Can you remember who won the Oscars last year? I can't. Can you remember your best teachers? Certainly. They came up with memorable, off-the-cuff speeches every day, tailoring their words to suit their listeners, sometimes in extremely difficult situations.
It has always annoyed me that actors get the biggest fuss at awards when they don't write the scripts. They spend a fortune trying to look nice. Then they pretend that tonight isn't about them and they couldn't have done it without ... blah blah blah.
Teachers know that it isn't about them: it's about their pupils. This is why they have something more lasting than fame - they have influence. Their words are remembered. "You've got to learn the rules before you can break them," my English teacher used to say. Somehow, she made punctuation sound cool.
By contrast, the gushing, air-brushed hypocrites who pretend to be humble are only famous for being able to speak other people's words. They usually make us yawn or cringe when they try to talk without a script.
Shakespeare would have found it hilarious that we give our actors prizes. Oscar winners should follow Hamlet's advice to actors: "O'erstep not the modesty of nature ... And let those that play your clowns speak no more than is set down for them." Don't make such a big fuss, love. And keep to the script.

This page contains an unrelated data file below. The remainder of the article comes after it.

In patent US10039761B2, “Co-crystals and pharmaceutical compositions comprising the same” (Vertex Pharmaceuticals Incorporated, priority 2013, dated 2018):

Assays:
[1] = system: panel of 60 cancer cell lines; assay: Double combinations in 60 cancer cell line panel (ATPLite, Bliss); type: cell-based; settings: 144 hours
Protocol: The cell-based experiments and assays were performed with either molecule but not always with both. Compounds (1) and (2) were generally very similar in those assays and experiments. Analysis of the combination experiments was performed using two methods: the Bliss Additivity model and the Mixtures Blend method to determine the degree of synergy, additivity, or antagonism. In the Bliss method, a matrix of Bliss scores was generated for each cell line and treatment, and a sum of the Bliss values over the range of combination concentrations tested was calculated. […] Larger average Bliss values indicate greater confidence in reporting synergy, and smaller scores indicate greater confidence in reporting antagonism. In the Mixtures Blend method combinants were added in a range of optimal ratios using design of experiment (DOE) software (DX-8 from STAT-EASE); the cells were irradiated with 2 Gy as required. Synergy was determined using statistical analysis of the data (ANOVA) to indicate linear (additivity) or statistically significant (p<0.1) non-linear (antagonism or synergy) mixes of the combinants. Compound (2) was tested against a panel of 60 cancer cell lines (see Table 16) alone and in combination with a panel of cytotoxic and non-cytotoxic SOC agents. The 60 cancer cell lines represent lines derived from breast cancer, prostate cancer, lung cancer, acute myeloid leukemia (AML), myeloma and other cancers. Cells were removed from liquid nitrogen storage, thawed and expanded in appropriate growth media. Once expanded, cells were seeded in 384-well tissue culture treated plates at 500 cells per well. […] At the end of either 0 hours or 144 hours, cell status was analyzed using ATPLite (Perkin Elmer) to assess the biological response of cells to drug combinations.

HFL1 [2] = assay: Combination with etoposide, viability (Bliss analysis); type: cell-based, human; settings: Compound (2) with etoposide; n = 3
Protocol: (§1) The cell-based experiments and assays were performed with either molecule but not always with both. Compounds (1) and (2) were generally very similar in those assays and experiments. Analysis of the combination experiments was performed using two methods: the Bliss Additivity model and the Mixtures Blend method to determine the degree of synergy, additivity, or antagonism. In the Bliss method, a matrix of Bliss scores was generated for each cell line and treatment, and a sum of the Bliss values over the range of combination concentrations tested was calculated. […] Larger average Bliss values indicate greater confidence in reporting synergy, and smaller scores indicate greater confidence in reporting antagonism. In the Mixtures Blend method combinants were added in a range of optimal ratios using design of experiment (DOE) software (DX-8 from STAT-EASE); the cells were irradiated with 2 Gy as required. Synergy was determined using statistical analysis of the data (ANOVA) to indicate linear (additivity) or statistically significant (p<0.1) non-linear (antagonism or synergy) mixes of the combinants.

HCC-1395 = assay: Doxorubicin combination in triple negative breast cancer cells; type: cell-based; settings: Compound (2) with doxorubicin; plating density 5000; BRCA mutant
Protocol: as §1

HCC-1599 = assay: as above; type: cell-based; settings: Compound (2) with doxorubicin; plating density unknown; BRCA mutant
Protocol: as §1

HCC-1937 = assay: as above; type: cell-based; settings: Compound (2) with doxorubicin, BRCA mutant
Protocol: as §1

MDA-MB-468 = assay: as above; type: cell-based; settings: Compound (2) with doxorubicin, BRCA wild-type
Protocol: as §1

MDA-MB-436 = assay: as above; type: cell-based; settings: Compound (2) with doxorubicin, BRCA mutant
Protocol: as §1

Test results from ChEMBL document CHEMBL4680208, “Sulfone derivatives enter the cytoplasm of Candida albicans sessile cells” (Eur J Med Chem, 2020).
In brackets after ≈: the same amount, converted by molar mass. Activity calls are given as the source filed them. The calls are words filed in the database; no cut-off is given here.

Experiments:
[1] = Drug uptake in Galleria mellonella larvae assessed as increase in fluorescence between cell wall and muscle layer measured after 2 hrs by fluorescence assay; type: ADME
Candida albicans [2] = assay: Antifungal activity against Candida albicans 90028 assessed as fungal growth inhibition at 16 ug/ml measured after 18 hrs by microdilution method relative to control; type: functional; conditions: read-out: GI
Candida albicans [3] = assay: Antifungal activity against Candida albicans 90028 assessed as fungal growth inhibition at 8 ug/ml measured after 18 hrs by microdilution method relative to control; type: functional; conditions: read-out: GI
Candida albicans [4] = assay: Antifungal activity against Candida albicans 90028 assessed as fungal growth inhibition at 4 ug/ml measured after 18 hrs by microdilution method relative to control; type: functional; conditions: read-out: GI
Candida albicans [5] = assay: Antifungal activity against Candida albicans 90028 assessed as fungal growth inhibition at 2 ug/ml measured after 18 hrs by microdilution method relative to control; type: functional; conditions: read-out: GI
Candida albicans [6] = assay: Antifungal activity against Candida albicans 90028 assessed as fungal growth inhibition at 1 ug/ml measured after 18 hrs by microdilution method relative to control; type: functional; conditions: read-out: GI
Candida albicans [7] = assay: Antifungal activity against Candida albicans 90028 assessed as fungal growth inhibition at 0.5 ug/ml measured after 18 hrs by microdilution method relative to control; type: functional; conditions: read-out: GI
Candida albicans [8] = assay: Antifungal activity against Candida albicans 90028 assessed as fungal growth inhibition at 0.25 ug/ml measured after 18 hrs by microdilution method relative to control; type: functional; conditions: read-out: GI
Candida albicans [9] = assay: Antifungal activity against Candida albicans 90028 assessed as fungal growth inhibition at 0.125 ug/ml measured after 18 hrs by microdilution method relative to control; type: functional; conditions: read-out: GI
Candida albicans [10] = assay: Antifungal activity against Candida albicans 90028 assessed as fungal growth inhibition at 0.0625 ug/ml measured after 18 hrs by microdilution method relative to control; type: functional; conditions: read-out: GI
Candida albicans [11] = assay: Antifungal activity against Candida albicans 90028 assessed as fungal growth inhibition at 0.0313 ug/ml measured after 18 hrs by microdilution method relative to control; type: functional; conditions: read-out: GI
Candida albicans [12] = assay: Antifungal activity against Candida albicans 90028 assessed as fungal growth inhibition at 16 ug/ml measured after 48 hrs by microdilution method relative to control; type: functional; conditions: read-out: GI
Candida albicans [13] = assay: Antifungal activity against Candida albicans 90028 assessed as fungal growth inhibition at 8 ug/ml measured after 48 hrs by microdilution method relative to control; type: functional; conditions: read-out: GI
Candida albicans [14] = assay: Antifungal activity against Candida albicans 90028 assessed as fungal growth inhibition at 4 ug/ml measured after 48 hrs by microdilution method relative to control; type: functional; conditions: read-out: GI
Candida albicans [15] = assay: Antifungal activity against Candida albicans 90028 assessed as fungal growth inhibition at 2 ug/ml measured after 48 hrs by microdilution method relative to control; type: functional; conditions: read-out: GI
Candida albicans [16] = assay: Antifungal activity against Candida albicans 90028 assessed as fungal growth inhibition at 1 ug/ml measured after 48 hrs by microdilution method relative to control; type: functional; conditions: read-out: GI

I like actors when they're acting. The skill it takes to re-calibrate every gesture so that you can become someone else and melt into a story - that's amazing, transporting, when it's done well. Oh, yes - I like actors.
I just can't stand stars. They shine at the expense of what they pretend to be serving: the story. They get in the way, and awards make this worse. Right now, I'd like to thank my Off button.
Oscar winners cry as if they've just saved the planet. I'd like to make them all read Chaucer's mysterious dream-poem, "The House of Fame". A talking eagle with golden feathers gives Chaucer a ride to the House of Fame, which towers above the earth, perched high on a mountain of ice. Coming closer, Chaucer sees the names of famous and successful people engraved in the ice mountain, bright in the sun. He can hardly read the names, though, because every single one of them is melting.
Chaucer could have written it for the awards season, with its high-wattage attempt to make us grovel before a line of essentially unimportant people. Like the hot sun on the ice, the spotlights that dazzle on the red carpet are the blaze of today's fame. Time passes and soon a fresh set of names is carved. As Chaucer says, each person is becoming "unfamous". What a chilling word that would seem to an Oscar winner.
Teachers reach far smaller audiences, but their influence lasts. It all comes down to personal connection. Those actors who move us do so through the stories that they bring to life. Prizes are irrelevant. If you loved a film, you're not going to love it any less just because it didn't win anything.
Awards are silly because flashbulbs don't make a memory. If you are not memorable, you will soon melt like ice in the sun; if you are, that's your prize.
Catherine Paver, Writer and part-time English teacher.